paddle shifters ioniq Related Articles

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Carbon fibre trim is featured prominently in the steering’s spokes and paddle shifters.

Honda Jazz Hybrid And Honda City Hybrid – Here's What You Need To Know

Hybrid, as the Honda City Hybrid gets 16-inch alloy wheels, side mirrors with integrated turn signals, paddle

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dropped slightly – from 7.8-litres/100 km to 7.5-litres/100 km.Note the steering wheel-mounted paddle

Owner Review: Bang for the buck car - My 2019 Hyundai Ioniq Hybrid

** This article is the personal experience of a 2019 Hyundai Ioniq Hybrid HEV Plus 1.6 owner and does

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Hyundai Ioniq discontinued in Malaysia – Goodbye fuel and safety king

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It is not lacking in convenience features either with the digital instrument cluster, paddle shifters

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and Android Auto, as well as automatic air-conditioning.Besides paddle shifters, the multi-function steering

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New 2020 Honda BR-V facelift comes with paddle shifters, priced up RM 9k

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Every little detail such as the angle of the steering wheel, the feel and position of the paddle shifters

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paddle shifters ioniq Post Review

The Hyundai Ioniq 5 EV comes with paddle shifters for breaks! You get the normal foot pedal breaks and shifters! Woow https://t.co/GXh0D7BSC0

For 2018, the @Hyundai IONIQ has a few updates: - New PHEV model - Paddle shifters available on Hybrid model - Lane Keep Assist added to Lane Departure Warning - New red paint job available for Hybrid models - EV model now in 2 trims: Electric & Limited https://t.co/4bNqoeGOR9

Paddle shifters on an EV?! For Hyundai Ioniq Electric they're for changing brake regeneration resistance. https://t.co/1OhY4iW6eq

The upcoming #Hyundai Ioniq #EV's #regen-braking system can be adjusted by paddle shifters: https://t.co/n20YM9rRrQ

The 2017 #Hyundai #ioniq EV has paddle shifters? 🤔Yes. Only they're used to shift between 4… https://t.co/gqcx7mzPt6

@HagaiFeiner @DarianLePage @AnasYMalas @elonmusk @JT_Richards @MMelinot @chuckyyyd Ioniq electric has paddle shifters to control regen braking, works great down hills. And 90kW of regen available 😀

@gwestr @xonkd7 Wait how do you achieve ultra-low regen on a Tesla, or even 0% regen for that matter? Only EVs with regen paddle shifters let you do that (hello Ioniq 5 I’m waiting for you). I would love to be able to have manual control of regen. Glide when I want to.

@AlexOnAutos I'm curious if you experimented with the paddle shifters for Ioniq for 0-60 have driven a 2020 one yet but I noticed with interstate on ramps using paddle shifters really seemed to help acceleration. Though I agree with you Niro>Ioniq. IMHO Ioniq>Prius

paddle shifters ioniq Q&A Review

Are there hybrid vehicles that have a manual gear selector? Which ones?

a manual gear selector as in a manual transmission? Yes: 2002–2003 Honda Civic Hybrid Honda CR-Z But it’s a fairly rare option, and they’re getting pretty tough to find, and the CR-Z is an otherwise not very competitive or compelling vehicle for the price (at least in my opinion). Manual gear selector as in a “sport mode” type gimmicky automatic transmission where you can tap up and down to change gears? Yes, most hybrids have CVT transmissions, so “manually selecting gears” is kinda an anachronism… but there are gas cars that have CVT’s that have “paddle shifters”, so it’s not all that surprising. Generally, these are cars with both gas and hybrid variants: Nissan Rogue Hybrid, Hyundai Ioniq, and I’m sure there are others.

Are the new 'self-charging hybrid' cars better than the old type of hybrid?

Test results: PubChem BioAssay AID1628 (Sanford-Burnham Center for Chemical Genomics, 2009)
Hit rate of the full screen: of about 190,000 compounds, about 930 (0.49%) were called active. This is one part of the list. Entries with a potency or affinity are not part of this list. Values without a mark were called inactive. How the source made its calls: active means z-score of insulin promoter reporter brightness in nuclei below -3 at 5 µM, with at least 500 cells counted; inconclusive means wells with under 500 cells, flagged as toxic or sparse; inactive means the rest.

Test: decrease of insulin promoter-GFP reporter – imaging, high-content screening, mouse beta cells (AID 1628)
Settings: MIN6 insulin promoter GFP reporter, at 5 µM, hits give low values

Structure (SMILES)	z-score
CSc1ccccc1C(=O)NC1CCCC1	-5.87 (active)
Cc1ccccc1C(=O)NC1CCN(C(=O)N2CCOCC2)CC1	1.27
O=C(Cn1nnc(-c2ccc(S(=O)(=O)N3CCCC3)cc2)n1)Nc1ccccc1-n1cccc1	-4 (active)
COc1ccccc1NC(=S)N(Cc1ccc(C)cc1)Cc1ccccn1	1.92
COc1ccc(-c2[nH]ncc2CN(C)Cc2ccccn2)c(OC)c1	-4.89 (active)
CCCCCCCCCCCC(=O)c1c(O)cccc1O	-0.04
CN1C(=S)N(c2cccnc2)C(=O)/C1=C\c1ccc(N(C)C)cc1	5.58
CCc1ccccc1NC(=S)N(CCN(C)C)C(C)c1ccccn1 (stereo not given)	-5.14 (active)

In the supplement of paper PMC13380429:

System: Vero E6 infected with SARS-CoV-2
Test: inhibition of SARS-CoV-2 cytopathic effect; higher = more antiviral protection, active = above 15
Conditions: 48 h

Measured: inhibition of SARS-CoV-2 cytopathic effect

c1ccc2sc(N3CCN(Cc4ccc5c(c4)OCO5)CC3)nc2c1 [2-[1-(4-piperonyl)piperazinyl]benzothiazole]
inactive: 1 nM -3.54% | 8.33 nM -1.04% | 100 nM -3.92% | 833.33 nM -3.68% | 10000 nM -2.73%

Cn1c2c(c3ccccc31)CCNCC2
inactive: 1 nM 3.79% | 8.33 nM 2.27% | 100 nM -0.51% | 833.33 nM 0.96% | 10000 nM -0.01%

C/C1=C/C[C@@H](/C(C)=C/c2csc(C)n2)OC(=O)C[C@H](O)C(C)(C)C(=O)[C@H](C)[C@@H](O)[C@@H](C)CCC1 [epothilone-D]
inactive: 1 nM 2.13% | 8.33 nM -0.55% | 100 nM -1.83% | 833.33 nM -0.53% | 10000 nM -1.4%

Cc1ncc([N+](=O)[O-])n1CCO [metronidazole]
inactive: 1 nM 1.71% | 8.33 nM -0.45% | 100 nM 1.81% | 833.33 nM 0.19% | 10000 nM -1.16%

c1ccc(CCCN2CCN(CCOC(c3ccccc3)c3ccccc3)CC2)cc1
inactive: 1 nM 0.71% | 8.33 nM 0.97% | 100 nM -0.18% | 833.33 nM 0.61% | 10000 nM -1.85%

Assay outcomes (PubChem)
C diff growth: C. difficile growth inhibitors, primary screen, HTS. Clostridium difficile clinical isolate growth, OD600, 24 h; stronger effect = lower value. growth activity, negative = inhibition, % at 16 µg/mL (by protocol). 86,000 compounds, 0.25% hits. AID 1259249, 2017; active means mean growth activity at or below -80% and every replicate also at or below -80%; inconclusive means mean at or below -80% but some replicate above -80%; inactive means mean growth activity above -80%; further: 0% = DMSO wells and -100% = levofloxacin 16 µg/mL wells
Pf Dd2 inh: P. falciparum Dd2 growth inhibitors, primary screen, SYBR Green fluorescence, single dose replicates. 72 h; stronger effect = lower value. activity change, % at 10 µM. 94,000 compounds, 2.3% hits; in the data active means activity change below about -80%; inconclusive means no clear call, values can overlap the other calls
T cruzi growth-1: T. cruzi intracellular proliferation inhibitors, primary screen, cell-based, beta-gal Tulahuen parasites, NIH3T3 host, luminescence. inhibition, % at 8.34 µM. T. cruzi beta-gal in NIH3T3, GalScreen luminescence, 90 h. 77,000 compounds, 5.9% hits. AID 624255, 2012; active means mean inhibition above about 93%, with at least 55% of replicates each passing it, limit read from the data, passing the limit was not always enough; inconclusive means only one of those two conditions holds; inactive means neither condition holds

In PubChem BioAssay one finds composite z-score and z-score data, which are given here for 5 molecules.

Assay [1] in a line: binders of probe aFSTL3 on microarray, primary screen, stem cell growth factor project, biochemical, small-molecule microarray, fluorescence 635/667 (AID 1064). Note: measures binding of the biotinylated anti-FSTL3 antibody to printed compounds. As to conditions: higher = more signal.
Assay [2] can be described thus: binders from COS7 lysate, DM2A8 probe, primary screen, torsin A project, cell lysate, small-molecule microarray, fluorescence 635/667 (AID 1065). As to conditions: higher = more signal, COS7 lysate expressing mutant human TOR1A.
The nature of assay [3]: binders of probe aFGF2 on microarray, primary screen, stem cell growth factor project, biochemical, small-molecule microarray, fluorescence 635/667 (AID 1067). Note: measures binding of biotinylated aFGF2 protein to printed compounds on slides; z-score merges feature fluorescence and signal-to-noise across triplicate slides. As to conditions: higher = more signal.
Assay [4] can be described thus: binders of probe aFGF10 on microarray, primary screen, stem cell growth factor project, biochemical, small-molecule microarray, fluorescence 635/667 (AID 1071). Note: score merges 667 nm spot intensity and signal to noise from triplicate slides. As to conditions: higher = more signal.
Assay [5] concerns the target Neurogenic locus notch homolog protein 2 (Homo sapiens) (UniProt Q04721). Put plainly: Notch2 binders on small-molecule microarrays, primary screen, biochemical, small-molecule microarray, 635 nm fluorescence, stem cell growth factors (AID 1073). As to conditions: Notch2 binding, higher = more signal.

If you are referring to the recent TV ads, these are a total scam ad to mislead buyers and lead them away from electric cars. They simply refer to the old and long existing on/off hybrid that they have sold for years. The driver has no control over what is powering the car. It consists of a very small electric motor and a very small battery pack. They will only propel the vehicle for short distances, maybe a couple of miles at lower speeds and when stopped at intersections or in traffic. The ICE charges the small battery while running and by the ICE turning off and on regularly this system has indeed resulted in some pretty high gas mileage results but you are still basically driving an ICE car. The Toyota Prius and Hyundai Ioniq hybrids are examples of this and they get mileage in the high 50s per gallon. Neither of the above should be confused with 2 or 3 plug in hybrids that do in fact have a “charge while driving “ mode that charges the same large capacity battery pack that the plug in system charges. (note, the Chevy Volt did not do this) By far the most efficient of these is the Hyundai Ioniq plug in hybrid. It has the same ICE as the Ioniq Hybrid but a much larger battery (8.9 kWh vs 1.56 kWh) and a larger and more powerful electric motor (45 kw vs 32 kw). By fully charging the 8.9 kWh battery the car can be driven as much as 37 to 38 miles in all electric. The factory brochure states up to 29 miles but it is well “understated” and I regularly get 32 to 34 at highway speeds and 37 to 38 at slower speeds and have been doing so for a year. When the battery is depleted, (it does not drop below 12% or so to retain emergency power if needed), the hybrid mode starts the ICE and it will give a pretty steady 52 mpg at 70 mph. However the vehicle has a 6 speed dual clutch transmission and a Sport Mode for spirited driving and requires manually shifting gears with the paddle shifters or gear shift. In sport mode the speedometer changes colours and changes into a tachometer. By driving and keeping the RPM above 2000, the starter /generator (a very fast charging system that is about 2 and 1/2 times faster than a level 2 charger) will recharge the battery pack to any level you wish and takes about 50 to 55 minutes to 100% from 12%. Using the system in this manner allows you to arrive in any large city with a full charge if you begin when you are 50 minutes or so from that city. It also allows you to make maximum use of hills and mountains for regen brake charging. Of course when driving in charge mode, your mileage will drop from 52 mpg to about 38 to 42 mpg but then when you change again to electric mode and drive for half an hour or so in all electric, you regain all of the mileage you lost so it is pretty much a wash. Friends have asked me why I bother at all then if there is no gain and I point out 3 reasons. One, simply because I can if I want to and others can’t. Two, it allows me to drive in cities and built up areas in all electric and be a bit more pollution conscious in those areas and three, I simply watch the prices of gas on a long trip and I know the price points where charging with gas while driving is cheaper than commercial charging while having a break and of course I don’t even have to stop. This vehicle is loaded (ultimate, Limited trim) and even has some things not offered by Tesla yet costs a little over 1/2 the price of a comparably equipped model 3. It has a total range of just over 600 or just under 600 miles no matter how you choose to drive in any mode. i e, driving 1 full electric charge and then all hybrid at 52 mpg gives about 605 miles of range (still has 1/2 gal reserve), and driving full electric, charge then full electric, charge then full electric back and forth without stopping will give about 580 miles of range and you get to choose how, when and where. Of course the fan boys will jump on this and point out that I can’t go from 0 to 60 in 4.4 seconds and I can’t go 160 mph. Yes, that would be an astute observation but then which city has red light intersections where you need to accelerate to 60 mph through the crosswalks and which state can you drive at 150+ mph in??? I’m jus’ sayin’